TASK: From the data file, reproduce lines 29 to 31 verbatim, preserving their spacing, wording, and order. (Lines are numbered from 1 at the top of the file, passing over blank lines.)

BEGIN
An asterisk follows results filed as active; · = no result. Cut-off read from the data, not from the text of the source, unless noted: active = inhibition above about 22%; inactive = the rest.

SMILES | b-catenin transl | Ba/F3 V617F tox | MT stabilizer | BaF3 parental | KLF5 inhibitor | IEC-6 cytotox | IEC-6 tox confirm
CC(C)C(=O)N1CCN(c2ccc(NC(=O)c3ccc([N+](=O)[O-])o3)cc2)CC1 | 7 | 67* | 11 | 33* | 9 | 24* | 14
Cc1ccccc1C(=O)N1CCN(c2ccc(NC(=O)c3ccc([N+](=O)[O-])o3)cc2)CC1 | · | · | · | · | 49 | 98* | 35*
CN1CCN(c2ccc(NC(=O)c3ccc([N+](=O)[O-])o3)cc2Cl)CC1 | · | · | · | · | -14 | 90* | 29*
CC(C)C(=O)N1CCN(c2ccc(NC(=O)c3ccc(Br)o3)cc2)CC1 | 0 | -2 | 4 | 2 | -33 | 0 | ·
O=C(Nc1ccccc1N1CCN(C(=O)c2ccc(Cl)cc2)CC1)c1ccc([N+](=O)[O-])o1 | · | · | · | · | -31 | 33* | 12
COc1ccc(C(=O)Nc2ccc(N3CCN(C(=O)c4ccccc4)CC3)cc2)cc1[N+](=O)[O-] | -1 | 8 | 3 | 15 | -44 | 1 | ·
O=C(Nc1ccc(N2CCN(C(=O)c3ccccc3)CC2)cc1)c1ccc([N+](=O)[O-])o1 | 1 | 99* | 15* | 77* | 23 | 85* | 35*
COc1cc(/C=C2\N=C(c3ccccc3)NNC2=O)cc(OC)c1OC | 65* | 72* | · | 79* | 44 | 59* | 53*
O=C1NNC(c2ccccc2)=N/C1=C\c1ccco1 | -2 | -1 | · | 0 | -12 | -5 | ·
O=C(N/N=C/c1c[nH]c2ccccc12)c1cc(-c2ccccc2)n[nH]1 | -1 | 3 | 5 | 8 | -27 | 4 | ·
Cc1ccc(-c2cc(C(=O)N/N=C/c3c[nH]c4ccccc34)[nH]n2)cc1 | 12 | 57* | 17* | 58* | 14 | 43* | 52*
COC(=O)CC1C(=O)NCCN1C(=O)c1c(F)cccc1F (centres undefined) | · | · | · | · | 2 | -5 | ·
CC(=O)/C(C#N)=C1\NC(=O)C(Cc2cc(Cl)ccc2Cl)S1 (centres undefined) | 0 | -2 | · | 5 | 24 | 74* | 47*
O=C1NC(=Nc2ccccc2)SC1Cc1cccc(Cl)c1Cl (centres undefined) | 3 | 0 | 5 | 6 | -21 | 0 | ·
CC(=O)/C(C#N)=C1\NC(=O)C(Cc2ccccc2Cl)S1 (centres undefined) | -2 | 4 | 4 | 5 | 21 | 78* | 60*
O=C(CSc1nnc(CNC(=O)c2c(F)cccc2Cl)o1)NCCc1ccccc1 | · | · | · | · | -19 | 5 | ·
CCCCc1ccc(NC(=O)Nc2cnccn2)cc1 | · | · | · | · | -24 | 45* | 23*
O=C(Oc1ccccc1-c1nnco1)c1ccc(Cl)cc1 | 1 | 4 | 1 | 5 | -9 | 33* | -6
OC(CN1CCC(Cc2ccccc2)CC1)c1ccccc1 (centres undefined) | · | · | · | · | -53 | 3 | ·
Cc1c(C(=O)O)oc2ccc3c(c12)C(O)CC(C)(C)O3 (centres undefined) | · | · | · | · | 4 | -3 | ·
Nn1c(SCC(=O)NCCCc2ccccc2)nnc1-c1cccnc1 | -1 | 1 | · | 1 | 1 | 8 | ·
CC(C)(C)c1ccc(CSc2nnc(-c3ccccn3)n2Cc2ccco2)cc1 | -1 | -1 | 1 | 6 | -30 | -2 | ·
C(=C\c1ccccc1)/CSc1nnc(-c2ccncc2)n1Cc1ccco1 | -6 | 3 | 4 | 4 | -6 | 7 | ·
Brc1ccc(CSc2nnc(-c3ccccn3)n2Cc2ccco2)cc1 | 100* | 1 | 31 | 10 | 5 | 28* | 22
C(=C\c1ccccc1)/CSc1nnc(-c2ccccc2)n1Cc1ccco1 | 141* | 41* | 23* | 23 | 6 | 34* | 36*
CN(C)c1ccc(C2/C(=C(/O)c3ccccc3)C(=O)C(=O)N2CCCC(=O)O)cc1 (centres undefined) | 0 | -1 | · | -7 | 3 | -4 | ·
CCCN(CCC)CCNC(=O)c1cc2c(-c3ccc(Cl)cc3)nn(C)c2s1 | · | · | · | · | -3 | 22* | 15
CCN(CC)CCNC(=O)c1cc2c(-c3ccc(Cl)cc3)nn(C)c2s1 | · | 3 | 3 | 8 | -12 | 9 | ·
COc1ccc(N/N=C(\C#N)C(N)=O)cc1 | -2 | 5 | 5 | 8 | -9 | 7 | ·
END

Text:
CCCN(CCC)CCNC(=O)c1cc2c(-c3ccc(Cl)cc3)nn(C)c2s1 | · | · | · | · | -3 | 22* | 15
CCN(CC)CCNC(=O)c1cc2c(-c3ccc(Cl)cc3)nn(C)c2s1 | · | 3 | 3 | 8 | -12 | 9 | ·
COc1ccc(N/N=C(\C#N)C(N)=O)cc1 | -2 | 5 | 5 | 8 | -9 | 7 | ·